Spurgeon Saturday: The Roaring Lion

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SATAN, who is called by various names in the Scriptures, all descriptive of his bad qualities, was once an angel of God, perhaps one of the chief among the fiery ones —

“Foremost of the sons of light,
Midst the bright ones doubly bright.”

Sin, all-destroying sin, which has made an Aceldama out of Eden, soon found inhabitants for hell in heaven itself, plucking one of the brightest stars of the morning from its sphere, and quenching it in blackest night. From that moment this evil spirit, despairing of all restoration to his former glories and happiness, has sworn perpetual hostility against the God of heaven. He has had the audacity openly to attack the Creator in all his works. He stained creation. He pulled down man from the throne of glory and rolled him in the mire of depravity. With the trail of the serpent he despoiled all Eden’s beauty, and left it a waste that bringeth forth thorns and briers, a land that must be tilled with the sweat of one’s face. Not content with that; in as much as he had spoiled the first creation, he has incessantly attempted to despoil the second. Man, once made in the image of God, he soon ruined; now he uses all his devices, all his craft, all the power of his skill, and all the venom of his malice to destroy twice-made man, created in the image of Christ Jesus, and with ceaseless toil and untiring patience, he is ever occupied in endeavouring to crush the seed of the woman. There is no believer in Christ, no follower of that which is true and lovely, and of good repute, who will not find himself, at some season or other, attacked by this foul fiend and the legions enlisted in his service. Now, behold your adversary. Yea, though ye cannot see his face, or detect his form, believe that such a foe withstands you. It is not a myth, nor a dream, nor a superstitious imagination. He is as real a being as ourselves. Though a spirit, he has as much real power over hearts as we have over the hearts of others; nay, in many cases far more. This is, I repeat it, no vision of the night; no phantom of a disordered brain. That wicked one is as sternly real this day as when Christ met him in deadly conflict in the wilderness of temptation. Believers now have to fight with Apollyon in the valley of Humiliation. Woe to the professors of godliness who are defeated by this deadly antagonist; they will find it a terrible reality in the world to come. Against this prince of darkness we utter afresh this morning the warning of the apostle, “Whom resist stedfast in the faith.”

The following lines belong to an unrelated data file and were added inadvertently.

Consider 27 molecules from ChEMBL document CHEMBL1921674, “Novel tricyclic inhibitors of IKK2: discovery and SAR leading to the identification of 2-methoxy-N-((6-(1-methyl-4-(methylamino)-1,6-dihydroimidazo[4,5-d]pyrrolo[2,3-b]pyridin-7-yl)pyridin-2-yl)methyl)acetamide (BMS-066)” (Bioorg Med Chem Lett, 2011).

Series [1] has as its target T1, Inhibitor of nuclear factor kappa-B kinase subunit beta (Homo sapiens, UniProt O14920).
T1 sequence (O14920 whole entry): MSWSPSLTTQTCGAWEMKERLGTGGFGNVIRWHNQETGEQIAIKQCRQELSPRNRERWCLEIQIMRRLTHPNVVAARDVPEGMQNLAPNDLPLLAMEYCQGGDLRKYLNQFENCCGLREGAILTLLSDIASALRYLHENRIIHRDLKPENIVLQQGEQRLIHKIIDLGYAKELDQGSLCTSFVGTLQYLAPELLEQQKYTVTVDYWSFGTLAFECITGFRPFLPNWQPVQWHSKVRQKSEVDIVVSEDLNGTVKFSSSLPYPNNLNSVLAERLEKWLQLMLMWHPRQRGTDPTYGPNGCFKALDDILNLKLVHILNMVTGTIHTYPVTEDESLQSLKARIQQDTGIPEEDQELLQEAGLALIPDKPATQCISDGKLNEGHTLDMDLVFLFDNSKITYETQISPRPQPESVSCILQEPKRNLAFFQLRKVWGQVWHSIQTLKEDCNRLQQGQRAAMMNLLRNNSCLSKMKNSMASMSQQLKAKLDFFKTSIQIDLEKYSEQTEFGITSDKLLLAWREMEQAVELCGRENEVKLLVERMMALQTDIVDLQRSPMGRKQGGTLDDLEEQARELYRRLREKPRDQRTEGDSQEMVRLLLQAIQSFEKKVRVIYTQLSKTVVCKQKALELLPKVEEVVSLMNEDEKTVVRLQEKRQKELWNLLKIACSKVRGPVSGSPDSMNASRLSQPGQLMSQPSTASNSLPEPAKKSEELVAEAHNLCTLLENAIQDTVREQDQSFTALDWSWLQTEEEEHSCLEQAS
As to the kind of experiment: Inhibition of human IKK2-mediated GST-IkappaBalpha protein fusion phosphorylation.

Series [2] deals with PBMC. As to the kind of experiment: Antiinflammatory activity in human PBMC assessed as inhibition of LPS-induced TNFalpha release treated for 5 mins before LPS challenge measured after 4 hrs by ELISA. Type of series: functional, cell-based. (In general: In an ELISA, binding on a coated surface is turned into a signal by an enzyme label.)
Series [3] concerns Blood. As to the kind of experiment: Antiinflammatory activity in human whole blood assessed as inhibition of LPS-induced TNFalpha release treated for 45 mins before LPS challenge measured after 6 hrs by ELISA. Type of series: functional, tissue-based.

Spurgeon, “The Roaring Lion,” MTP 7:419 (1861).


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